Hawaiian Language policy
I don’t like diacritical markings in the Hawaiian language. I know why their there, because you want people to pronounce the word correctly. I get that. But for me, I just prefer not to have them in the word. I don’t know hawaiian fluently or even a beginners level, only what allot of hawaiian people would know growing up here, but I’ve read so many hawaiian language newspaper articles to know a few more then the average person. I find I enjoy reading the old papers out-loud much more then I do reading the new hawaiian language articles they have in the Honolulu Advertiser or any new publication written in hawaiian and it’s only because of the okina’s. Their just distracting. Maybe if I were fluent I’d feel differently, I can’t say. Those fluent in hawaiian don’t really say anything about it. Seems to just be the instructors who make a fuss. I also don’t use them in my own genealogy. That’s mainly because when I did, I found I had duplicate entries of the same name only because the okina was in the wrong place. I just don’t use them in surnames & especially the hawaiians with one name. So that’s why you won’t find them used very often if at all in this blog. I basically follow the policy set forth by the Council on Native Hawaiian Advancement, which I found on Edgy Lee’s facebook profile......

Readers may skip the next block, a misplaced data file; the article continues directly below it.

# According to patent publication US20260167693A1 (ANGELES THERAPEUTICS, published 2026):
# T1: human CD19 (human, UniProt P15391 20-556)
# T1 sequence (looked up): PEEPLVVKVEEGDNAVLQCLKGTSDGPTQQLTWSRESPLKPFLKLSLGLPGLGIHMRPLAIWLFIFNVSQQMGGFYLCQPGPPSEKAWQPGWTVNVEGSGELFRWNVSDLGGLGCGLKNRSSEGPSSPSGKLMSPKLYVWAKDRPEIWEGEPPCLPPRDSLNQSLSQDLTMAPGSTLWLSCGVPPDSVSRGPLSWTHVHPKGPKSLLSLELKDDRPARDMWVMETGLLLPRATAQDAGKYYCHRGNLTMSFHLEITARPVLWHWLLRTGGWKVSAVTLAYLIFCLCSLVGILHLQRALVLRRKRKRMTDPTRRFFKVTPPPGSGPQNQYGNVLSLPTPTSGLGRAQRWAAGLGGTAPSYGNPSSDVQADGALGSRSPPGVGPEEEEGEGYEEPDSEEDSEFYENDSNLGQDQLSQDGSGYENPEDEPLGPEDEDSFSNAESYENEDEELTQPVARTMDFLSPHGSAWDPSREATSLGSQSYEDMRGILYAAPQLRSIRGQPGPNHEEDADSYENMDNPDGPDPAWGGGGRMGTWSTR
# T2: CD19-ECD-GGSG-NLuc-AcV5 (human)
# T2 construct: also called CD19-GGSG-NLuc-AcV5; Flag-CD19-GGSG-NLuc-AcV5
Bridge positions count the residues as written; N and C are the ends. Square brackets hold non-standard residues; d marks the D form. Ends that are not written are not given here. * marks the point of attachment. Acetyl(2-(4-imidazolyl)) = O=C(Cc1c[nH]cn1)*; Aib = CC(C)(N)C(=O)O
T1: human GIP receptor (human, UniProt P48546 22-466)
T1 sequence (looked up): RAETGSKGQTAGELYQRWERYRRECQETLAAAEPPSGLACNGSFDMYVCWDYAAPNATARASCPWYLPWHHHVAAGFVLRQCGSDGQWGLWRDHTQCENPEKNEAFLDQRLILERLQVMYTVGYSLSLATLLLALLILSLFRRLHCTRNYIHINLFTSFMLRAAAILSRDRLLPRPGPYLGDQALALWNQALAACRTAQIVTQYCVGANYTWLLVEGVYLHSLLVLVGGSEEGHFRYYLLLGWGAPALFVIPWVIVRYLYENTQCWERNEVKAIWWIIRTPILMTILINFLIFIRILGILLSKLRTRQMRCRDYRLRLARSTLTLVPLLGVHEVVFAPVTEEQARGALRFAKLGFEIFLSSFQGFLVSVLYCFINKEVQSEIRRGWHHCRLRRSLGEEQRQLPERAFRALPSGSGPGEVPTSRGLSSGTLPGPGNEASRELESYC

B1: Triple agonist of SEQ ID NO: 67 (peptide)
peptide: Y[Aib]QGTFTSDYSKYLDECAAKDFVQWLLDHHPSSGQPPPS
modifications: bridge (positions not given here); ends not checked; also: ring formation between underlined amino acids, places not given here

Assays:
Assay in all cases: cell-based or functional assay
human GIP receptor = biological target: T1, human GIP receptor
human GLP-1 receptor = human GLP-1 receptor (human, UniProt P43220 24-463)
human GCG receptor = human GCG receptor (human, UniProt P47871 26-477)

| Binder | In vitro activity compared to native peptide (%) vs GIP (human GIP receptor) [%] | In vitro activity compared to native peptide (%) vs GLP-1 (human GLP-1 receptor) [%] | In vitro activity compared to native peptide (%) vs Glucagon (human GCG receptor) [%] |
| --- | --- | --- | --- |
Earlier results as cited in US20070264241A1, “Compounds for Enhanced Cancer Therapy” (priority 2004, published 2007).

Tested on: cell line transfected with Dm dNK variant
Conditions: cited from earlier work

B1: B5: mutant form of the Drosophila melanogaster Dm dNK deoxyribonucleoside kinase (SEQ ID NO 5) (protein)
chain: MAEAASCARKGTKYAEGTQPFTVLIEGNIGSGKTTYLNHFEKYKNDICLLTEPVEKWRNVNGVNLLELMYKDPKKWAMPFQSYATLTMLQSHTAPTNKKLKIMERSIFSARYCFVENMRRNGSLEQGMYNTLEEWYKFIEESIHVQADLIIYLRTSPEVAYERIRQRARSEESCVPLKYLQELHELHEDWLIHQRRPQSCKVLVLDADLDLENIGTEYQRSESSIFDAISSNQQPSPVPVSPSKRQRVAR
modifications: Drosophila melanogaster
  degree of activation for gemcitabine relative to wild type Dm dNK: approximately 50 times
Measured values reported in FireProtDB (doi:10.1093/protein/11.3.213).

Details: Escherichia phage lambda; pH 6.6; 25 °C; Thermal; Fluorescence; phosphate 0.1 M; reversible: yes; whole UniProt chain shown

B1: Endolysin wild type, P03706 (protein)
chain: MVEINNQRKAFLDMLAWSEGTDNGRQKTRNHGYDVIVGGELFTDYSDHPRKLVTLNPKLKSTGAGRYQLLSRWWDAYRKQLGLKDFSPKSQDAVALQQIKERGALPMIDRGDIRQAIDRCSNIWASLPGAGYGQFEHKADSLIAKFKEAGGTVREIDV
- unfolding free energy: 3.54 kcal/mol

Our Hawaiian Language Policy:
Pacific Network follows other Native Hawaiian media sources and organizations with respect to our policy on diacritical markings in Hawaiian language.
Like the Council on Native Hawaiian Advancement policy of "recognizing that ka olelo makuahine o Hawaii nei was an oral language and there were varying dialects among the islands, CNHA has adopted a policy of excluding diacritical markings in our publications except where it is a self-identified part of a company or person’s name.", Pacific Network adopts a similar policy and additionally incorporates diacritical markings in main title headings and some “artwork”.